Thursday, March 09, 2017
Speaker of the House: Look what we did for business this week
This week the House took action to fix Missouri’s minimum wage law, ensure our state courts are fair to all litigants, and curb unnecessary government regulations that limit economic opportunity. You can read more about the legislative priorities advanced by the House this week below.
House Approves Minimum Wage Fix
The House took action in response to last week’s Missouri Supreme Court ruling by approving House Committee Substitute for House Bills 1194 and 1193. This legislation, sponsored by Rep. Jason Chipman, ensures all municipalities in Missouri have a consistent minimum wage. This is the second time the court has overridden such a provision on the basis that the law passed by the General Assembly pertained to more than one topic. Rep. Chipman’s measure will reverse this egregious judicial overreach and is in compliance with the court’s Hammerschmidt ruling, preventing further judicial overreach.
Economic analyses have shown that raising the minimum wage does nothing to help low income workers. To the contrary, it hurts low income families the most by reducing economic opportunity for low-skilled workers and raising costs for consumers. Allowing individual municipalities within the state to set minimum wages creates even more serious concerns. If every municipality within Missouri were to set their own minimum wage, Missouri’s regulatory climate would become a quagmire nearly impossible for businesses to navigate, stunting economic growth and trapping more Missourians below the poverty line.
HBs 1194 & 1193 will now move over to the Senate for further consideration. Safeguarding and enhancing economic opportunity and growth in Missouri is priority one of the Missouri House. We will continue working to allow small businesses to thrive and improve the lives of all in our great state.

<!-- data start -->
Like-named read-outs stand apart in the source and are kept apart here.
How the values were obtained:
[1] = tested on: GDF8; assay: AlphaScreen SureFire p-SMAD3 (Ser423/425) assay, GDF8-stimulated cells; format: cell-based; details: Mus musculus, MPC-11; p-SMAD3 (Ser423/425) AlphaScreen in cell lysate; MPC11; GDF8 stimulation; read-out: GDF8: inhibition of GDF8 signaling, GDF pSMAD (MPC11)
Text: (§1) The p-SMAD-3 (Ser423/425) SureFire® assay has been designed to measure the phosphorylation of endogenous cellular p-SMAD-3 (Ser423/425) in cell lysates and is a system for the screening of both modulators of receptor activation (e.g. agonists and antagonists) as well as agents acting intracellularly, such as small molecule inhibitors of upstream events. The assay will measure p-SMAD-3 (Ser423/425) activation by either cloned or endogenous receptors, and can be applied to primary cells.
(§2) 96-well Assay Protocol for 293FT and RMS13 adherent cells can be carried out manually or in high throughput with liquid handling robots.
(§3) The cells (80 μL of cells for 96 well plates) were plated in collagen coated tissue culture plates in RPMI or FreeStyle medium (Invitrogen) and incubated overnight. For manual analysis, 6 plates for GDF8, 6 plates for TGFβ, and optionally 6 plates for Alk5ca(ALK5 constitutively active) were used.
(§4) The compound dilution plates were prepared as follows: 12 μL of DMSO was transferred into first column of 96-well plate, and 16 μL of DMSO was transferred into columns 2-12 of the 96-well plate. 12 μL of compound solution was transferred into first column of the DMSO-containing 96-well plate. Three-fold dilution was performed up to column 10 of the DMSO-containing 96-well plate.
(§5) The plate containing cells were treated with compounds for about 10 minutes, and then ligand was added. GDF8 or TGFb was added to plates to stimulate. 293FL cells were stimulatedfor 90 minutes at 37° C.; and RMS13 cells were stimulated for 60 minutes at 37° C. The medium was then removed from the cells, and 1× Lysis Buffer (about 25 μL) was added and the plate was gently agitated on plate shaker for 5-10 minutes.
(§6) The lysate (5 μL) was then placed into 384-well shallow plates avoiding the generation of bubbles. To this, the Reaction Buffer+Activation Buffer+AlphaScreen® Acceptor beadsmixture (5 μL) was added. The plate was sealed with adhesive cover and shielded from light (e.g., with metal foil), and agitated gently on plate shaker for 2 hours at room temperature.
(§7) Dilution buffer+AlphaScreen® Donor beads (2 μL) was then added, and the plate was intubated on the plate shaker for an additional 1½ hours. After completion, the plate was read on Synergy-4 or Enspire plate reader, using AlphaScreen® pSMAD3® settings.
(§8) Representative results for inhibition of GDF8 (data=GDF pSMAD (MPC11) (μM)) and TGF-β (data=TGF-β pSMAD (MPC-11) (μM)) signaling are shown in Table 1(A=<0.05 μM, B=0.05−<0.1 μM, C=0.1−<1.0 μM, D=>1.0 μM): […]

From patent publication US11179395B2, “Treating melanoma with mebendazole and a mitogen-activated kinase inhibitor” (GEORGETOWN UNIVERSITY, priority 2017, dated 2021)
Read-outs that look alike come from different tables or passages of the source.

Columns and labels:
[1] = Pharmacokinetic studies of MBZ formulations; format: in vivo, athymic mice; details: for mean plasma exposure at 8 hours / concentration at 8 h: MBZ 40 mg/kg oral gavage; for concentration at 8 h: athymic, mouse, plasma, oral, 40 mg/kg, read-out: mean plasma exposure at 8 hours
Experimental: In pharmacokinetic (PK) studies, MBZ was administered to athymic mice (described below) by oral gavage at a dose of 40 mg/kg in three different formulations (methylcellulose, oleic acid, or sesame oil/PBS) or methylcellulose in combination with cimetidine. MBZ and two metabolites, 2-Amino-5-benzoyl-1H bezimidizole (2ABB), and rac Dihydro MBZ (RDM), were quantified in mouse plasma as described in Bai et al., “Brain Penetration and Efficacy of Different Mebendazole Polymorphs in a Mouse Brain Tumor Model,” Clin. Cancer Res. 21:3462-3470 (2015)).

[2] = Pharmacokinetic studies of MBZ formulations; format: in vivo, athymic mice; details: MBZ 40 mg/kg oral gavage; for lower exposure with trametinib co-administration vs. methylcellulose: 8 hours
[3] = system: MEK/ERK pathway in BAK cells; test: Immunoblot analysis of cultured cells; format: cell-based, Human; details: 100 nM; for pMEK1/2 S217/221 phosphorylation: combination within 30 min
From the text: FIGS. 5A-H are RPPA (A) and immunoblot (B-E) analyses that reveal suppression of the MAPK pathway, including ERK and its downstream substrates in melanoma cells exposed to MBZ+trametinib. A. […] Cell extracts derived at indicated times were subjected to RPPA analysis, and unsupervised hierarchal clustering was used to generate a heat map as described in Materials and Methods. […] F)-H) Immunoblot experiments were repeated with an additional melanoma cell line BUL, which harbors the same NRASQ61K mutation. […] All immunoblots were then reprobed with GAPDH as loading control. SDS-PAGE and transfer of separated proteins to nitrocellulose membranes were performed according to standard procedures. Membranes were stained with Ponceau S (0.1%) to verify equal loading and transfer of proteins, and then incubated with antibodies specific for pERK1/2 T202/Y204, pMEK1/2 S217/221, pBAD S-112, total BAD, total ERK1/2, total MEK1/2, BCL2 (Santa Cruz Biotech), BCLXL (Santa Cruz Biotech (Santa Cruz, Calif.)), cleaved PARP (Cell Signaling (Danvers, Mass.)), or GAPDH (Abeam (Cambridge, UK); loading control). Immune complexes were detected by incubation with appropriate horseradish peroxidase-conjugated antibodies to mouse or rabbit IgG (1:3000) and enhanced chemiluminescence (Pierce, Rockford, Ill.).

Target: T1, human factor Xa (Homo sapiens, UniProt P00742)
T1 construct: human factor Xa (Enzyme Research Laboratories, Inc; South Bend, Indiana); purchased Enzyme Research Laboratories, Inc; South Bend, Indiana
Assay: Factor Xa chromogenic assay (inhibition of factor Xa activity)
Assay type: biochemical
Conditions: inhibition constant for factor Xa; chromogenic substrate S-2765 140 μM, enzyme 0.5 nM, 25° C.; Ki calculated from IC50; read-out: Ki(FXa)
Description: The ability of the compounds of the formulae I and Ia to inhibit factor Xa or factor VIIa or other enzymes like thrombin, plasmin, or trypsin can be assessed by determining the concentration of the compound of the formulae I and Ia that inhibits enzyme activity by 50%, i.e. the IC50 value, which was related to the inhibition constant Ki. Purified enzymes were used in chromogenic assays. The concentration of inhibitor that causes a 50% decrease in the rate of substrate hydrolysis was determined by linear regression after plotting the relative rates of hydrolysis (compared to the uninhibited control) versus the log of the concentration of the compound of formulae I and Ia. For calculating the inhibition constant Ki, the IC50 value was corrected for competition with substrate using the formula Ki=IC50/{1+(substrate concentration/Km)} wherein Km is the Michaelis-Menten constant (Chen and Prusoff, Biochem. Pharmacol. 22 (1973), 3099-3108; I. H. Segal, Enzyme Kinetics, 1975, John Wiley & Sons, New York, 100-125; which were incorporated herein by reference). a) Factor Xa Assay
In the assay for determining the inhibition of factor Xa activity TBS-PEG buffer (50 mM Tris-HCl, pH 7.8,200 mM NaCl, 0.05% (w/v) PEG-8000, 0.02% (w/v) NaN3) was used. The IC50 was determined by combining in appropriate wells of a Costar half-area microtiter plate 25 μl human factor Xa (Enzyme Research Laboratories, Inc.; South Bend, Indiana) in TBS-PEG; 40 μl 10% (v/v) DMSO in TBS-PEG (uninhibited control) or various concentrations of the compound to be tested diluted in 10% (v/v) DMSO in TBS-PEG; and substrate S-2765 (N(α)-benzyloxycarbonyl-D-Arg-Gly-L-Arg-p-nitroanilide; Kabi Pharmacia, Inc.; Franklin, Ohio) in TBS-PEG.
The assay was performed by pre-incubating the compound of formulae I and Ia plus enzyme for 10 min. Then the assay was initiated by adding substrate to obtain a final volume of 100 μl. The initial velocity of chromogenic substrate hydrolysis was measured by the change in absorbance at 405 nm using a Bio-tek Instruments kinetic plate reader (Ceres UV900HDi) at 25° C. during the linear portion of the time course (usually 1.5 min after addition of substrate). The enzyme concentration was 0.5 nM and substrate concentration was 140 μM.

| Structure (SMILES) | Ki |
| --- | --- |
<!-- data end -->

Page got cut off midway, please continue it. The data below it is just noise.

Ending Judicial Venue Shopping in Missouri
This week, the House furthered its goal of cleaning up Missouri’s judicial issues with reforms to its venue and jurisdiction laws. House Bills 460, 461, and 462, sponsored by Rep. Glen Kolkmeyer, would make essential reforms to ensure every Missouri court is working to serve the residents of Missouri equally and fairly.
Due to a loophole in Missouri’s jurisdiction and venue rules, trial attorneys are allowed to bring a lawsuit in a Missouri court so long as one client is a resident within the circuit court district. Trial attorneys are then able to tack on up to ninety-eight other clients onto the same lawsuit. As a result, the circuit court of the City of St. Louis has become over-loaded with tort cases primarily concerning out-of-state clients and out-of-state companies.
Last year, St. Louis Circuit Court ruled against a company from New Jersey and awarded $72,000,000 to a plaintiff from Alabama, $70,000,000 to a plaintiff from California and $55,000,000 to a plaintiff from South Dakota. All of these clients, along with sixty-one others, were allowed to join the same case because one client lives in the city of St. Louis. These high-profile cases between out-of-state plaintiffs and defendants are clogging courts in St. Louis and preventing the citizens of the city from seeking justice in local courts.
HBs 460, 461, and 462 received approval from the House and now will face further consideration in the Senate. The House will continue working to improve Missouri’s legal climate to provide all Missourians with equal access to justice and make our court system fair to all litigants.
House Moves to Reduce Regulatory Burden on Missourians
As I stated in my opening address, it is imperative that the House takes action to reduce onerous professional licensure requirements and allow Missourians to pursue happiness without undue government intervention. A key step in achieving this goal is limiting the ability of unelected bureaucrats to unilaterally increase red tape on hardworking Missourians.
House Committee Substitute for House Bills 480, 272, 413 & 609, sponsored by Rep. Robert Ross, would prevent the Department of Professional Registration from imposing substantial new burdens on an individual’s pursuit of his or her occupation or profession unless there is an important governmental interest for the state to protect the general welfare. This legislation will mandate all new professional licensure requirements face critical review to certify such requirements are necessary.
On Thursday, the House third read and passed HCS HBs 480, 272, 413 & 609. The measure will now move to the Senate for consideration.